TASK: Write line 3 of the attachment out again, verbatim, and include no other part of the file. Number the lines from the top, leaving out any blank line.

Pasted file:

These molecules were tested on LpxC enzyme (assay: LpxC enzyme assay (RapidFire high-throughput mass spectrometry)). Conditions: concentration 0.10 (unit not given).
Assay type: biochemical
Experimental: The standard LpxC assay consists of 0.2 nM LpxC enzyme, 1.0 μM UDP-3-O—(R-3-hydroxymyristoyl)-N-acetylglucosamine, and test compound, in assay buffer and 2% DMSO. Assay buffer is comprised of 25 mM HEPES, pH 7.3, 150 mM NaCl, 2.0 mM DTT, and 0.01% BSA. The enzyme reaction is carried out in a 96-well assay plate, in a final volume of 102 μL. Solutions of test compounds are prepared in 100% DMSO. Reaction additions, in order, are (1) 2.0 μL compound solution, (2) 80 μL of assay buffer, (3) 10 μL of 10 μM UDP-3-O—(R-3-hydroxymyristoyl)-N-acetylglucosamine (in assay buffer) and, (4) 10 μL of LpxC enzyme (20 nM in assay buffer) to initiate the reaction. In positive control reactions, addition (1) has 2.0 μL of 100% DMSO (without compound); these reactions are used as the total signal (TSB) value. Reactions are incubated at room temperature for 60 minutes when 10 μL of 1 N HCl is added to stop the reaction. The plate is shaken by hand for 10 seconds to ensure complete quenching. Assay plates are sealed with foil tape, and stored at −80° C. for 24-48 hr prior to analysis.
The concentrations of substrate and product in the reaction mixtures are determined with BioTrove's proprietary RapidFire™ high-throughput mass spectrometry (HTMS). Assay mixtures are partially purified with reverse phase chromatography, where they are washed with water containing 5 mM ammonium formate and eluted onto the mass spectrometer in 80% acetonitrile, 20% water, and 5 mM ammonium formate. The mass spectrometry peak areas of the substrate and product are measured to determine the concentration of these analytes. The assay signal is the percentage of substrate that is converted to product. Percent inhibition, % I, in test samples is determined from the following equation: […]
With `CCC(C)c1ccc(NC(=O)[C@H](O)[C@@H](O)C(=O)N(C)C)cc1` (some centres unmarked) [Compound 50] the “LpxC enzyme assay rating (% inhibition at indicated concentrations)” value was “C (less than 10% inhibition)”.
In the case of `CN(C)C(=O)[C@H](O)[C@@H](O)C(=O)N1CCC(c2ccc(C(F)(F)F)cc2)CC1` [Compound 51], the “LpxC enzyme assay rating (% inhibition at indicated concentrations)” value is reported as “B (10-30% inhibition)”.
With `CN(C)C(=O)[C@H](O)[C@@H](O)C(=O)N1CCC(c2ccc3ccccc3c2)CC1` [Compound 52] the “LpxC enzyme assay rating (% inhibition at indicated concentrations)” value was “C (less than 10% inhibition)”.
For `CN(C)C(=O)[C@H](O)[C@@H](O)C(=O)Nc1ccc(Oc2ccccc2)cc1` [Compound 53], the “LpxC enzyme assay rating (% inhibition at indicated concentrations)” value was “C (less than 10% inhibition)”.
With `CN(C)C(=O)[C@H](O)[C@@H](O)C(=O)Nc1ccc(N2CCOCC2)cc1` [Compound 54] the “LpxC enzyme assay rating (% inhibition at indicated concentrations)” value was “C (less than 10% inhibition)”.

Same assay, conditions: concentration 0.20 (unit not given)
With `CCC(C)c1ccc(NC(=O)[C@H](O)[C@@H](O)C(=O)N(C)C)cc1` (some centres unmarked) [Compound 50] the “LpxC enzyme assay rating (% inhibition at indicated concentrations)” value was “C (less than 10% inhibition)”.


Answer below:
Experimental: The standard LpxC assay consists of 0.2 nM LpxC enzyme, 1.0 μM UDP-3-O—(R-3-hydroxymyristoyl)-N-acetylglucosamine, and test compound, in assay buffer and 2% DMSO. Assay buffer is comprised of 25 mM HEPES, pH 7.3, 150 mM NaCl, 2.0 mM DTT, and 0.01% BSA. The enzyme reaction is carried out in a 96-well assay plate, in a final volume of 102 μL. Solutions of test compounds are prepared in 100% DMSO. Reaction additions, in order, are (1) 2.0 μL compound solution, (2) 80 μL of assay buffer, (3) 10 μL of 10 μM UDP-3-O—(R-3-hydroxymyristoyl)-N-acetylglucosamine (in assay buffer) and, (4) 10 μL of LpxC enzyme (20 nM in assay buffer) to initiate the reaction. In positive control reactions, addition (1) has 2.0 μL of 100% DMSO (without compound); these reactions are used as the total signal (TSB) value. Reactions are incubated at room temperature for 60 minutes when 10 μL of 1 N HCl is added to stop the reaction. The plate is shaken by hand for 10 seconds to ensure complete quenching. Assay plates are sealed with foil tape, and stored at −80° C. for 24-48 hr prior to analysis.